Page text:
- Peter Knegt

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How Roger Deakins Crossed New Borders with Denis Villeneuve for 'Sicario'

17 September 2015 10:59 AM, PDT | Thompson on Hollywood | See recent Thompson on Hollywood news »

Call it "Prisoners" on steroids. That's because "Sicario" (referring to a Mexican hitman as well as Jewish zealots who revolted against the Romans) expands its dark psychological themes, pitting idealistic FBI agent Emily Blunt against lethal consultant Benicio Del Toro during a secret raid on Mexico's most powerful drug lord. It's the perfect backdrop for Roger Deakins to cross new aesthetic borders for his second collaboration with director Denis Villeneuve (they are currently prepping the "Blade Runner" sequel, which starts shooting next summer). But unlike the bleached look of say, "No Country for Old Men," Deakins embraced a more colorful landscape for "Sicario," which is set on the Mexican border and is also very brutal. The look may be heightened to some extent but it's still reality-based. "The landscape needed to be a character and it says something about what we humans were doing against this beautiful »

- Bill Desowitz

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An A-z Of The Upcoming 2016 Oscar Race

15 September 2015 11:03 AM, PDT | The Playlist | See recent The Playlist news »

It’s going to be a weird Oscar season. Every year since “The Departed” won eight years ago, we’d already seen the eventual Best Picture winner by now, sometimes at Cannes (“No Country For Old Men,” “The Artist”), but usually at one of the early-fall festivals. But in 2015, Venice, Telluride and Toronto have all unveiled their biggest ticket items, and we’re still without an obvious frontrunner. There have been some hits, and some have pointed to one film or another as a strong potential (Vulture have tipped “Spotlight” already), but no one’s been throwing out the kind of “Best Picture Race Is Over’ headline that we’ve become used to in recent years, in part because of three big last-minute heavyweights that are unlikely to screen before early December: David O. Russell’s “Joy,” Quentin Tarantino’s “The Hateful Eight” and Alejandro Gonzalez Inarritu’s “The Revenant. »

- Oliver Lyttelton

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Cinematographer Roger Deakins Takes Visceral Approach To His Craft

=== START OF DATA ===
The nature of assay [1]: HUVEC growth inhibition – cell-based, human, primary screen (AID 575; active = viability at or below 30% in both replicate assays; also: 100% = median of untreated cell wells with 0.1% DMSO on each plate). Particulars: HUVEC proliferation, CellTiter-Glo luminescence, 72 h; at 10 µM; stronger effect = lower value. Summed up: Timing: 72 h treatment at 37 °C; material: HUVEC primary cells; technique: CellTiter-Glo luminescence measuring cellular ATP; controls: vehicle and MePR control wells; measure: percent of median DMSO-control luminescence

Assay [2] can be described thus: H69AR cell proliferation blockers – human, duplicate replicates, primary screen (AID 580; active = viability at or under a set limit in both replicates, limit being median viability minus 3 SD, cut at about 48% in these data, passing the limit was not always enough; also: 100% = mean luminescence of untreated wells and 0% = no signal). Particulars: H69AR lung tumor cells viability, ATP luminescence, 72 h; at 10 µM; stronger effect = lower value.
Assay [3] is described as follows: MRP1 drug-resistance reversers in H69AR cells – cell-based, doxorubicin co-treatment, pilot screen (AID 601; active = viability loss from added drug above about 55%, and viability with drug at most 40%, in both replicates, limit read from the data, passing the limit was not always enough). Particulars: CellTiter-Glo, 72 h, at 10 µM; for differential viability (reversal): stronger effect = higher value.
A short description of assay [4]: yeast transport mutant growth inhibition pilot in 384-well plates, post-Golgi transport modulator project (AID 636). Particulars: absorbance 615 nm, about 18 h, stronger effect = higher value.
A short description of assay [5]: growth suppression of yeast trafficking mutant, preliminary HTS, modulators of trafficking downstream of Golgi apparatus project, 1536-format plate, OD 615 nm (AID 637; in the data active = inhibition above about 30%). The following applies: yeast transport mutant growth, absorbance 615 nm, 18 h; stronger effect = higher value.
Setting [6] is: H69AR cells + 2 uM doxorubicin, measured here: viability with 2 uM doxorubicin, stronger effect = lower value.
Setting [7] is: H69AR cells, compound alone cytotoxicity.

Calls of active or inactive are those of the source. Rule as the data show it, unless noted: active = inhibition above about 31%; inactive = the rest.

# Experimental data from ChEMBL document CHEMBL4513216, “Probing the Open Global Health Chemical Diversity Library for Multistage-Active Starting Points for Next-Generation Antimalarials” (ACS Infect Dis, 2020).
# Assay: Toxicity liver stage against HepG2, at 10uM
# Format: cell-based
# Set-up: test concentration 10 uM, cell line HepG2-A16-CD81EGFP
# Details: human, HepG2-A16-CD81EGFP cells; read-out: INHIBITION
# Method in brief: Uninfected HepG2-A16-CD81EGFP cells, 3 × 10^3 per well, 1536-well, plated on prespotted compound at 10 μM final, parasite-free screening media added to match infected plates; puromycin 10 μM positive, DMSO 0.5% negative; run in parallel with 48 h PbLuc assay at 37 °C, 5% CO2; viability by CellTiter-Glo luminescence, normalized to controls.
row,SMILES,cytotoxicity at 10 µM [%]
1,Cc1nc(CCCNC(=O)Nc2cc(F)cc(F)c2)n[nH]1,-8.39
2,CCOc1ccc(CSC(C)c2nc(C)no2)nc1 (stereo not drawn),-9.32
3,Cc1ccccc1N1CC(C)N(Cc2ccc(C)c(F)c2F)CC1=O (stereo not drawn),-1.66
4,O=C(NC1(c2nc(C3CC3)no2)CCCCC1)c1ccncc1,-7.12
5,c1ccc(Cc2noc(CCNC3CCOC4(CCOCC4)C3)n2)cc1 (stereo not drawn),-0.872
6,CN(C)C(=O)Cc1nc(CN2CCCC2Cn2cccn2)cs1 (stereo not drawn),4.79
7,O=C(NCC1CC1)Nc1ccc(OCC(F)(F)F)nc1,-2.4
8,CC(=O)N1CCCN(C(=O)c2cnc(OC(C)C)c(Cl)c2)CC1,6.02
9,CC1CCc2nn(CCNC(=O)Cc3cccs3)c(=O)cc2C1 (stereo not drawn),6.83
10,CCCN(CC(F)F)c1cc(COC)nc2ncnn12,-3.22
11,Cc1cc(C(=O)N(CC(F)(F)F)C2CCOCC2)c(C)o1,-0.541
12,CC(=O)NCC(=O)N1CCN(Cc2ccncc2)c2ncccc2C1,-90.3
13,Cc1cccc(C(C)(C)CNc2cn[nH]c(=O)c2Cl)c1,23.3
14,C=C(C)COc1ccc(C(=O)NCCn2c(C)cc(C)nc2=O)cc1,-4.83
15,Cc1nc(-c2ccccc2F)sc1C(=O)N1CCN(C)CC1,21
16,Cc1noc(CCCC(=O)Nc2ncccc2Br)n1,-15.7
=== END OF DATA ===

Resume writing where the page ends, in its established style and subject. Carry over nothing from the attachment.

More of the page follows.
15 September 2015 10:00 AM, PDT | Variety - Film News | See recent Variety - Film News news »

If Roger Deakins were cast in a movie, he might play a big game hunter, or a celebrated explorer — he has that kind of physical presence. He’s a manly man. Yet there’s sensitivity behind the virility. His nature is calm; his manner soft-spoken; his sartorial style consistent: white cotton Oxford shirt, casual windbreaker and scruffy boots. The outward simplicity reflects an approach he applies to the craft of cinematography. But the result is anything but.

“Everybody uses the same tools, the same technology, the same work flows. But it’s all about your taste and how you apply it,” says Richard Crudo, president of the American Society of Cinematographers. “And I think that’s what makes Roger so compelling. His approach to everything is filtered through his eye and his taste in a way that only he is capable. It’s that simple, if that can be thought »

- Steve Chagollan

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Roger Deakins, Denis Villeneuve Embrace Harsh, Cruel Nature in ‘Sicario’

15 September 2015 10:00 AM, PDT | Variety - Film News | See recent Variety - Film News news »

Denis Villeneuve, the French-Canadian director whose drug cartel thriller “Sicario” opens Sept. 18, says that film and his previous, “Prisoners” — both shot by Roger Deakins —“belong to the same cinematic alphabet. Both movies wanted to embrace nature.”

“For ‘Prisoners,’ we were embracing the idea of shooting during Thanksgiving in the fall, that kind of depressing, dark light. And ‘Sicario’ is the opposite; we went for the harsh, brutal light of the Chihuahua Desert (in Mexico) — very harsh, very cruel sunlight.”

Villeneuve adds that both features deal with “a naturalistic approach, and a kind of minimalism visually,” which happen to be Deakins’ stock in trade.